Every time people complain about Aadhaar, the possible leakage of personal data, and the gross violation of privacy, I would wonder whether as a society we even understand the concept of privacy. Forget about all those who take a lota out to squat on a vacant plot, exposing themselves to the elements. This, at least in an urban setting, is out of sheer desperation to open the bursting bowels. But anyone who has taken the train from Delhi to Kanyakumari would know how not just data, but even horoscopes are exchanged, and life-long relationships are struck between complete strangers. It would be terribly impolite not to answer a co-passenger’s questions like, “Why isn’t your elder brother married yet? Why did you wait for two years for your first baby?” By the time you get down even after a shorter day trip, you would have Aadhaar-linked your co-traveller. As a nation we become incredibly nice when we worry about our neighbour’s dog barking at a shadow. But our tourism minister insists that much more than what transpires in a train compartment needs to be filled up to seek a US visa. Really? What is the big deal in showing off some cavities? What you give to get past the gates of El Dorado is not debatable.
I normally don’t quarrel with people issuing identity cards. I like the look and feel of ID cards. It reduces an individual to a member of a group or a class—a working journalist in my case. In fact, I have the biggest private collection of ID cards issued by media companies to one person. Even Outlook has issued me two: the first one in 2004 and the next one in 2016. This secret hobby of mine has led me to believe that the more data employers have about you, the nicer you ought to be. It is tough to fool someone twice.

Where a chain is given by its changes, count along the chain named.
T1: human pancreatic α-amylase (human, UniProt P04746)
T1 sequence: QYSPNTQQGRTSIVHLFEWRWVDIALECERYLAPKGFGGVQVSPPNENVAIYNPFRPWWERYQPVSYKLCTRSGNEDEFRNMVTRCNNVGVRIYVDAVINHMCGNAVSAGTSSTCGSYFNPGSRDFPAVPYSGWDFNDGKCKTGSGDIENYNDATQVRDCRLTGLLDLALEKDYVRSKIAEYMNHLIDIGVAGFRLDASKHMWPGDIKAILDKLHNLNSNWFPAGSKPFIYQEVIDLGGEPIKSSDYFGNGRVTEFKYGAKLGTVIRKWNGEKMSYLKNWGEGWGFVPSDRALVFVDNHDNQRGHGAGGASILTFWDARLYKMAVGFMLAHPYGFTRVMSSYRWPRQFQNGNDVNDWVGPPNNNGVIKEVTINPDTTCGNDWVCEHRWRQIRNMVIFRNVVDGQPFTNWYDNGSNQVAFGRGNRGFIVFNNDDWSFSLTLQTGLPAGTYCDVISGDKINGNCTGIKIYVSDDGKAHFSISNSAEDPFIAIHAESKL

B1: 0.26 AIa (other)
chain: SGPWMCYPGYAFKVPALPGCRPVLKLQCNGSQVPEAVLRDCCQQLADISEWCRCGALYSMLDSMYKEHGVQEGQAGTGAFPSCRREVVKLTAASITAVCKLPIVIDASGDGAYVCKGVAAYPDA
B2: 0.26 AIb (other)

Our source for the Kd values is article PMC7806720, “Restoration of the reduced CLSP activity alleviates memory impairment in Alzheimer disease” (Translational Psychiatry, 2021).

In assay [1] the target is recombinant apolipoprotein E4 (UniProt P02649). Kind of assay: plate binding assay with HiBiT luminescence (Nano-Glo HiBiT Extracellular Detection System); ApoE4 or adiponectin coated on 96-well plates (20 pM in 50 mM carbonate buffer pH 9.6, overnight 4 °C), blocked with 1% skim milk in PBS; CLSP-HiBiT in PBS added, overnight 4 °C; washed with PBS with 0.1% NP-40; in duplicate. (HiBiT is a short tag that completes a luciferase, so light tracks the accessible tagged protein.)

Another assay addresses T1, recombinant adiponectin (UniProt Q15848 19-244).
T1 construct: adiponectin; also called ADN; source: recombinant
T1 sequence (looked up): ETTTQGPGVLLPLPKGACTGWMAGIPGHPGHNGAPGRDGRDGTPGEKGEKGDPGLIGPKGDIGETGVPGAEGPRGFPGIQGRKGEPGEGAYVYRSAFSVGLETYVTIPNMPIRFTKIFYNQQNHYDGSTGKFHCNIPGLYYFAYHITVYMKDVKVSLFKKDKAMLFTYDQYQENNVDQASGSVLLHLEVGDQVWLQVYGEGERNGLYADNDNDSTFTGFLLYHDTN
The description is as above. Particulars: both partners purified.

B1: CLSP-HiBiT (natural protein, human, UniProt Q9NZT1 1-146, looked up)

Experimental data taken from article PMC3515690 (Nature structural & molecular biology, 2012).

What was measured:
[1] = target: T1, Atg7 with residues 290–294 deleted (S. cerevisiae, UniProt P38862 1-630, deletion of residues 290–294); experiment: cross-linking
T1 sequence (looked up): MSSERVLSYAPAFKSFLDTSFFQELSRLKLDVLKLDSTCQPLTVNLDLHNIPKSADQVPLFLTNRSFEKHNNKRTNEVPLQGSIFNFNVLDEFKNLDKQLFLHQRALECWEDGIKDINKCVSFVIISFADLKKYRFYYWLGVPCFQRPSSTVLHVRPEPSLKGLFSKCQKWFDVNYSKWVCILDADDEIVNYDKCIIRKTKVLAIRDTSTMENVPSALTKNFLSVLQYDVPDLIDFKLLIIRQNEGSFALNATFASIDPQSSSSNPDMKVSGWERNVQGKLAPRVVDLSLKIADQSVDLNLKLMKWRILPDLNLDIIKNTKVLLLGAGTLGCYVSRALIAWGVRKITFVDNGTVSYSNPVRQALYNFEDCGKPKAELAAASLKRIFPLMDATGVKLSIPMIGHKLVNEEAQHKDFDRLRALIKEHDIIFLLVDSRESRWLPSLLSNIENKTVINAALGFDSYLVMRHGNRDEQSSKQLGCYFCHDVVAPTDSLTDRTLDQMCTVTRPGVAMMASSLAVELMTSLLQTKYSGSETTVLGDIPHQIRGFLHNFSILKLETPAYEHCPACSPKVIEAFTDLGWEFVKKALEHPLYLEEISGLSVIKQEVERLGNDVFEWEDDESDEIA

Now that Facebook has proven how easy it is to make money out of other people’s digital poop, all companies private and government should take a leaf out of Zucker’s Book On Suckers and try putting out all employee data out for sale. Like Mark, they should get job aspirants to click a button beneath a legal treatise nobody other than a Harvard Law School graduate can decipher. If Mark could get people to sign up without anything in return, job aspirants have everything to gain by giving away stuff that they have already told the auntie sitting next to them on Kerala Express. For an Indian to tell the whole world what he ate, what he shat, where he slept and with whom is normal. A Facebook session actually is a mere digital upgradation of the neighbourhood gossiping session.
But Mark’s genius is in getting people in societies where privacy is prized to open up, and then to peep into their lives to capture their likes, dislikes, habits and aspirations and to sell them all to make his billions. That is called the work of a genius or an original scam, something that will force people to frame laws, which didn’t exist earlier because they were not needed earlier. When the heat and dust of the Cambridge Analytica controversy settles down, we may all want to relook at the possibilities of big data as a source of revenue and taxes, not just for pioneering fraudsters, but for law abiding citizens and governments. A couple was recently seen making love live on Facebook, they might as well have charged for it.